A Horrifying Quiet on the Horizon

Earlier this month, President Donald Trump announced his plans to completely cut the funding for the National Endowment for the Arts — to say that I was angry would be a bit of an understatement. This funding takes up a whole 0.004% of the national budget, and the president is planning on taking that money and funneling it towards the military, which currently accounts for about 16% of the budget. By just quickly skimming through this blog, you can tell that the arts are something that I hold very dear to my heart: it is of the utmost importance that we do everything in our power to prevent the opportunities that the arts bring from being taken away from our children. Continue reading “A Horrifying Quiet on the Horizon”

Leland High School’s Big Band and Orchestra

Mr. Rian Rodriguez is the music director at Leland High School, and tonight he led both the school’s big band and orchestra through thoroughly entertaining sets that featured some Michael Jackson, marimba, Mozart, and Lin-Manuel Miranda. The students had clearly worked hard to prepare for this performance, and they were also clearly having fun with the dynamic repertoire. Continue reading “Leland High School’s Big Band and Orchestra”

Spotlight on Rafael Maldonado

When San Jose State University music major Rafael Maldonado first picked up a musical instrument, it was a pair of drumsticks in the fourth grade. His older sister had been in band, and he decided that he wanted to be a part of music too (an inspiring episode of Spongebob Squarepants that featured a band also helped him make his decision). Little did he know that it would lead him to the career in music that he is currently pursuing. Rafael is a magnificent musician with an absolutely inspiring passion for the arts, and with his talents he is helping students become well-rounded individuals while also working to spread the joy behind the universal language that is music. Continue reading “Spotlight on Rafael Maldonado”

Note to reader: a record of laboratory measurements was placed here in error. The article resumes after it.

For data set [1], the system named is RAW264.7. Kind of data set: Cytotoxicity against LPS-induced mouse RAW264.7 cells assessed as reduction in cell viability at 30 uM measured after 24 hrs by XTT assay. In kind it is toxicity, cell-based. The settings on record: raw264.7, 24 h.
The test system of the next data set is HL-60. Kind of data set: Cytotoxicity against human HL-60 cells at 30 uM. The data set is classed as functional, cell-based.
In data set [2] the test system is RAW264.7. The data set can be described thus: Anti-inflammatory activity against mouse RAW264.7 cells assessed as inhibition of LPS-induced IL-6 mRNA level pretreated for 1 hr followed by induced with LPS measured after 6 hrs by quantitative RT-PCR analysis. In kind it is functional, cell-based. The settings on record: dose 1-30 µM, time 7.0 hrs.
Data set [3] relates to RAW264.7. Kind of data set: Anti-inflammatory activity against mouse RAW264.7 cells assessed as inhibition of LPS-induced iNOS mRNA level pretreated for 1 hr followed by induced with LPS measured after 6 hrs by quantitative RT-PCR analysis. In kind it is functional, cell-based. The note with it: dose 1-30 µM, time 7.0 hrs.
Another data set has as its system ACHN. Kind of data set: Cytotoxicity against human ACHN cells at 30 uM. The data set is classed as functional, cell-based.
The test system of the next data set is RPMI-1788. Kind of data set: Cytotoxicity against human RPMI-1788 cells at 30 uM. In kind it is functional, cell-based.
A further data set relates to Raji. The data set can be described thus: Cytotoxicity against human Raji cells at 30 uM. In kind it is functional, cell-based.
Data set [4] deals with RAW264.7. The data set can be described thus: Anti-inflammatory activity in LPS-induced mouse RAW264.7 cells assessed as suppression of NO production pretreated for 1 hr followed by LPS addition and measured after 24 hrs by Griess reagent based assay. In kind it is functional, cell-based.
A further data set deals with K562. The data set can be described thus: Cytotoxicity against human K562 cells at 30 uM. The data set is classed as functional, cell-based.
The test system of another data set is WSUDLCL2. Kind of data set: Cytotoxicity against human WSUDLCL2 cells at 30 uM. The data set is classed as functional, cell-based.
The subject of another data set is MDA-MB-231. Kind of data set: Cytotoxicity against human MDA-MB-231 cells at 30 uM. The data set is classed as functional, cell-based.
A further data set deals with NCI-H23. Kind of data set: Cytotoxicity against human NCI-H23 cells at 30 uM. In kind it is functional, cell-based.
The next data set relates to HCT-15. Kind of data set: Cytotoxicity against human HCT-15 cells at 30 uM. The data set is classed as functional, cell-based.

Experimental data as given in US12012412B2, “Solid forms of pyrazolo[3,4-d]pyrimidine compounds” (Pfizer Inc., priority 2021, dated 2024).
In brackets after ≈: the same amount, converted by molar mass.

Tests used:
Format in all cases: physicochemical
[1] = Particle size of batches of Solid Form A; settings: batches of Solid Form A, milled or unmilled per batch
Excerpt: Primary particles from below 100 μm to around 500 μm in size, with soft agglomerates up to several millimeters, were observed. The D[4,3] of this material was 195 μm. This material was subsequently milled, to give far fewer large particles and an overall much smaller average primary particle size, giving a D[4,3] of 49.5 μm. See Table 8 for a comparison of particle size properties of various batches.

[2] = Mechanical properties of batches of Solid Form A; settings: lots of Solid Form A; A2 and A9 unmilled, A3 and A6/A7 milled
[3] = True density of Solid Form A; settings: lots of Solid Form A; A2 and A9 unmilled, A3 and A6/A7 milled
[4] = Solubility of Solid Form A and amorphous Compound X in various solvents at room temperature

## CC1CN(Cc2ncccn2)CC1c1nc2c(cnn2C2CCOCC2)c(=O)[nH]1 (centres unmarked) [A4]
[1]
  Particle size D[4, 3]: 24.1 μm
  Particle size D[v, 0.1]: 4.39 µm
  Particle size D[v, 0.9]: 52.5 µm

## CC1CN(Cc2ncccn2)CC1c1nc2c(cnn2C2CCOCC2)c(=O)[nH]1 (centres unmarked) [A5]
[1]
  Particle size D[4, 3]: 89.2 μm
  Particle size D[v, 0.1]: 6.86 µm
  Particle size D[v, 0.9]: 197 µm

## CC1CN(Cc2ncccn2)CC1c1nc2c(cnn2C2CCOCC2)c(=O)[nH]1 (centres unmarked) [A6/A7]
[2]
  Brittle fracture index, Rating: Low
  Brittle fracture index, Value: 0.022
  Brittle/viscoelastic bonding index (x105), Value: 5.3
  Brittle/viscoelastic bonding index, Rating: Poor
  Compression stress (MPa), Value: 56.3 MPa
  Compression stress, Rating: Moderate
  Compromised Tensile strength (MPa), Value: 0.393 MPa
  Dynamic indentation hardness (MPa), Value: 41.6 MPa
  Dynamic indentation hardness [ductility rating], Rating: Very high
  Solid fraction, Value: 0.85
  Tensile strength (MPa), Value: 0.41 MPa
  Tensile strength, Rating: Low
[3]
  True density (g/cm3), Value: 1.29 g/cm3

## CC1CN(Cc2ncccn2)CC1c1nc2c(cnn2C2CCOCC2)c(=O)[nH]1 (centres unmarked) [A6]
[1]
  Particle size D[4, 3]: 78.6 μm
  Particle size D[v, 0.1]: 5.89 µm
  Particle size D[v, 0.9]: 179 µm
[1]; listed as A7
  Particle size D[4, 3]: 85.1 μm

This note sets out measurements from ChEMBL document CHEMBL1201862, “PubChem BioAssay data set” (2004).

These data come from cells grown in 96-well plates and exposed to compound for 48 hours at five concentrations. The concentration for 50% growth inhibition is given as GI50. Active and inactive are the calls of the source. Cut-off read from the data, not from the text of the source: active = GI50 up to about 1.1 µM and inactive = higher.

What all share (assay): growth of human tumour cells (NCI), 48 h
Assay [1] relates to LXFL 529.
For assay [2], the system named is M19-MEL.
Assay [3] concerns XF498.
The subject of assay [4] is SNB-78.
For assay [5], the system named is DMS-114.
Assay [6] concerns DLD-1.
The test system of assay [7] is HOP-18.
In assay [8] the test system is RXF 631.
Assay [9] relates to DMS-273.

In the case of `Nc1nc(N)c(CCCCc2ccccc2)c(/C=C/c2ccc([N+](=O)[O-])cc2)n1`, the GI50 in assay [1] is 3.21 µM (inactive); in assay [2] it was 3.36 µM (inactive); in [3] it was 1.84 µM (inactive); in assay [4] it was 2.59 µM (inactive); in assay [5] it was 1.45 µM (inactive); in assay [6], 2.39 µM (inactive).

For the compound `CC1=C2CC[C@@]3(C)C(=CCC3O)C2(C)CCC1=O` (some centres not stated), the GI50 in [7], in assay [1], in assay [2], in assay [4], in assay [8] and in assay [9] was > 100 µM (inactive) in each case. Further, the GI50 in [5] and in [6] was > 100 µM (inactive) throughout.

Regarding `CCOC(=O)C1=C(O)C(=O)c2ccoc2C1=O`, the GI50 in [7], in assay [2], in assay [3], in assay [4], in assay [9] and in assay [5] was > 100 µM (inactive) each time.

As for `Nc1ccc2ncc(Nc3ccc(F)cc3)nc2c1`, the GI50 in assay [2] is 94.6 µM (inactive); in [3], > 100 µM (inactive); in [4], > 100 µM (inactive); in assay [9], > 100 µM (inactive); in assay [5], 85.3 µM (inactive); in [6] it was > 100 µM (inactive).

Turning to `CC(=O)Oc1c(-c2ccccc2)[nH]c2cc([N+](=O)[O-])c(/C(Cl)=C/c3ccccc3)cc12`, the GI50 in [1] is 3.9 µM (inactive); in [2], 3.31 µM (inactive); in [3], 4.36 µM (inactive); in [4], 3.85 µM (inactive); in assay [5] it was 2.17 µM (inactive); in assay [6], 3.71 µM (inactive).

The Importance of the Recorder

There are very few instruments that are as annoying as the recorder. Its squeaky, airy, whistling sound can be distracting and irritating, and it has even become the center of various memes — people laugh at its quavering tone, especially when it is being used to play Celine Dion’s “My Heart Will Go On.” However, despite its modern infamy and tendency to be ridiculed, it can play a large and beneficial role in the development of a child’s music education. Continue reading “The Importance of the Recorder”

SJSU Wind Ensemble

I just got back from an absolutely wonderful concert from San Jose State’s Wind Ensemble; there was a beautiful balance between all the different sections, and there was a clear passion in the musicians’ performance as they subtly swayed back and forth with the music, fading into it. Directed by Dr. Edward Harris, the ensemble performed Gustav Holst’s Second Suite in F, Viet Cuong’s Diamond Tide, Antonio Vivaldi’s Concerto in C Major for Piccolo, and John Mackey’s Aurora Awakes. The Vivaldi piece featured soloist Catherine Payne, who guides the San Jose State flute studio. Continue reading “SJSU Wind Ensemble”

Choosing the Right Reed

When playing instruments such as clarinet, saxophone, oboe, and bassoon, the reed can make all the difference. This thin little piece of bamboo can determine the control one has over his instrument, or even the kind of sound and style he wants to make. Without a reed, these instruments will not make any sort of sound — it is of the utmost importance that students select reeds that are appropriate for their skill level and targeted sound. Continue reading “Choosing the Right Reed”

March Fourth!

cropped-15037271_10210226988778537_1216626721793742348_n.jpgOn March 4th, band members everywhere took to social media with the hashtag “#marchfourth” (a play on the phrase “march forth”) to celebrate the magic that is marching band. DCI (Drum Corps International) has pushed for the holiday to be nationally recognized for several years now in order to promote and garner mass support for marching bands. In marching bands, students learn how to memorize music, work as a team, pay attention to detail, play with strength and confidence, and walk with an 8-to-5 swagger. Continue reading “March Fourth!”